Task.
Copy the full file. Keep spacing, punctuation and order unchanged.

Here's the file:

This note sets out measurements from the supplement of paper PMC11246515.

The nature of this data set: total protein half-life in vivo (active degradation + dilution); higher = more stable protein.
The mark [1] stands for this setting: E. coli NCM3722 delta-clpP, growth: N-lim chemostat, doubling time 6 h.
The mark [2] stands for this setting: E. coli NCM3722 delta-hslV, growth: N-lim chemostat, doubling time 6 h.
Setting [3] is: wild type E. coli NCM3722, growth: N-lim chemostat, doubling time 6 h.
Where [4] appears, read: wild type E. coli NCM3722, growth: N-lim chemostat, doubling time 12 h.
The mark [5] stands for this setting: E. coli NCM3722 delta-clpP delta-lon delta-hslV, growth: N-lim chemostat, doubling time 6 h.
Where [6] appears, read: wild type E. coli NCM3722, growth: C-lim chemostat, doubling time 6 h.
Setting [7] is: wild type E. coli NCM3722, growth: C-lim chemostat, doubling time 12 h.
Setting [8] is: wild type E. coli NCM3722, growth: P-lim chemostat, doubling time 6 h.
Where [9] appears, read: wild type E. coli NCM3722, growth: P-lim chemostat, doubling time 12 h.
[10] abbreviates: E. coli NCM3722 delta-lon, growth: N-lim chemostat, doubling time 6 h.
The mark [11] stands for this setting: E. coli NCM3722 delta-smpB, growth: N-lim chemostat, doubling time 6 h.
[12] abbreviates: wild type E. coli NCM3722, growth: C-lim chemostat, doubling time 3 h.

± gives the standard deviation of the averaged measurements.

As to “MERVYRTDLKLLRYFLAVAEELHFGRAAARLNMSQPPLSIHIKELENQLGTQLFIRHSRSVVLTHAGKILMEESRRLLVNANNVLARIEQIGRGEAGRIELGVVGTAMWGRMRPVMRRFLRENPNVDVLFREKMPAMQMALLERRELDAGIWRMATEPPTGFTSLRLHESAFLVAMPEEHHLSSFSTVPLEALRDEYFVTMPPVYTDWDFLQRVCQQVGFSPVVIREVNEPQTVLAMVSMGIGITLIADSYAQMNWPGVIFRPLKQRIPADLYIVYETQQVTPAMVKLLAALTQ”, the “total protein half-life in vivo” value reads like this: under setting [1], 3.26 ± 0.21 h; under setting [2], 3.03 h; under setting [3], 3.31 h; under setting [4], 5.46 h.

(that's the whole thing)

This note sets out measurements from the supplement of paper PMC11246515.

The nature of this data set: total protein half-life in vivo (active degradation + dilution); higher = more stable protein.
The mark [1] stands for this setting: E. coli NCM3722 delta-clpP, growth: N-lim chemostat, doubling time 6 h.
The mark [2] stands for this setting: E. coli NCM3722 delta-hslV, growth: N-lim chemostat, doubling time 6 h.
Setting [3] is: wild type E. coli NCM3722, growth: N-lim chemostat, doubling time 6 h.
Where [4] appears, read: wild type E. coli NCM3722, growth: N-lim chemostat, doubling time 12 h.
The mark [5] stands for this setting: E. coli NCM3722 delta-clpP delta-lon delta-hslV, growth: N-lim chemostat, doubling time 6 h.
Where [6] appears, read: wild type E. coli NCM3722, growth: C-lim chemostat, doubling time 6 h.
Setting [7] is: wild type E. coli NCM3722, growth: C-lim chemostat, doubling time 12 h.
Setting [8] is: wild type E. coli NCM3722, growth: P-lim chemostat, doubling time 6 h.
Where [9] appears, read: wild type E. coli NCM3722, growth: P-lim chemostat, doubling time 12 h.
[10] abbreviates: E. coli NCM3722 delta-lon, growth: N-lim chemostat, doubling time 6 h.
The mark [11] stands for this setting: E. coli NCM3722 delta-smpB, growth: N-lim chemostat, doubling time 6 h.
[12] abbreviates: wild type E. coli NCM3722, growth: C-lim chemostat, doubling time 3 h.

± gives the standard deviation of the averaged measurements.

As to “MERVYRTDLKLLRYFLAVAEELHFGRAAARLNMSQPPLSIHIKELENQLGTQLFIRHSRSVVLTHAGKILMEESRRLLVNANNVLARIEQIGRGEAGRIELGVVGTAMWGRMRPVMRRFLRENPNVDVLFREKMPAMQMALLERRELDAGIWRMATEPPTGFTSLRLHESAFLVAMPEEHHLSSFSTVPLEALRDEYFVTMPPVYTDWDFLQRVCQQVGFSPVVIREVNEPQTVLAMVSMGIGITLIADSYAQMNWPGVIFRPLKQRIPADLYIVYETQQVTPAMVKLLAALTQ”, the “total protein half-life in vivo” value reads like this: under setting [1], 3.26 ± 0.21 h; under setting [2], 3.03 h; under setting [3], 3.31 h; under setting [4], 5.46 h.